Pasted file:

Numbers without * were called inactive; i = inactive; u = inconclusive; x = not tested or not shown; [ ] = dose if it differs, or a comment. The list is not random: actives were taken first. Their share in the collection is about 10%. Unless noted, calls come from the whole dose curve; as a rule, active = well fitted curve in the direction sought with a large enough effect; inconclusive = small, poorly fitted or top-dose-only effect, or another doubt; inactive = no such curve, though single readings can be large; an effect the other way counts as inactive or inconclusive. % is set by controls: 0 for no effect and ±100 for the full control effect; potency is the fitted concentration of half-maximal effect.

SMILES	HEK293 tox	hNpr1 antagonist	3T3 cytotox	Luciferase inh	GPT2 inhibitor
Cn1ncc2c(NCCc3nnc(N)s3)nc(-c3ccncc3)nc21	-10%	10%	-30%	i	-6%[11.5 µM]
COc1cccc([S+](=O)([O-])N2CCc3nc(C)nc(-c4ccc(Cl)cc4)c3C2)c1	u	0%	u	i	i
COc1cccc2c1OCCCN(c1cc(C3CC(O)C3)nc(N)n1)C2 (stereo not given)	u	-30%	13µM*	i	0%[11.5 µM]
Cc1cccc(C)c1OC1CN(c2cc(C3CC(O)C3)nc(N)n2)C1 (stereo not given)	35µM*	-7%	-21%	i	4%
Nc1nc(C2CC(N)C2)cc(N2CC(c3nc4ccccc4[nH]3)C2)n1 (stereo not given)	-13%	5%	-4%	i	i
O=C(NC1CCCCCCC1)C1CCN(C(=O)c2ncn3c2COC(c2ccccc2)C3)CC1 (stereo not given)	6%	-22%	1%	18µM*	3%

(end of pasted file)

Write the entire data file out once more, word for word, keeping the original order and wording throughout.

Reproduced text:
Numbers without * were called inactive; i = inactive; u = inconclusive; x = not tested or not shown; [ ] = dose if it differs, or a comment. The list is not random: actives were taken first. Their share in the collection is about 10%. Unless noted, calls come from the whole dose curve; as a rule, active = well fitted curve in the direction sought with a large enough effect; inconclusive = small, poorly fitted or top-dose-only effect, or another doubt; inactive = no such curve, though single readings can be large; an effect the other way counts as inactive or inconclusive. % is set by controls: 0 for no effect and ±100 for the full control effect; potency is the fitted concentration of half-maximal effect.

SMILES	HEK293 tox	hNpr1 antagonist	3T3 cytotox	Luciferase inh	GPT2 inhibitor
Cn1ncc2c(NCCc3nnc(N)s3)nc(-c3ccncc3)nc21	-10%	10%	-30%	i	-6%[11.5 µM]
COc1cccc([S+](=O)([O-])N2CCc3nc(C)nc(-c4ccc(Cl)cc4)c3C2)c1	u	0%	u	i	i
COc1cccc2c1OCCCN(c1cc(C3CC(O)C3)nc(N)n1)C2 (stereo not given)	u	-30%	13µM*	i	0%[11.5 µM]
Cc1cccc(C)c1OC1CN(c2cc(C3CC(O)C3)nc(N)n2)C1 (stereo not given)	35µM*	-7%	-21%	i	4%
Nc1nc(C2CC(N)C2)cc(N2CC(c3nc4ccccc4[nH]3)C2)n1 (stereo not given)	-13%	5%	-4%	i	i
O=C(NC1CCCCCCC1)C1CCN(C(=O)c2ncn3c2COC(c2ccccc2)C3)CC1 (stereo not given)	6%	-22%	1%	18µM*	3%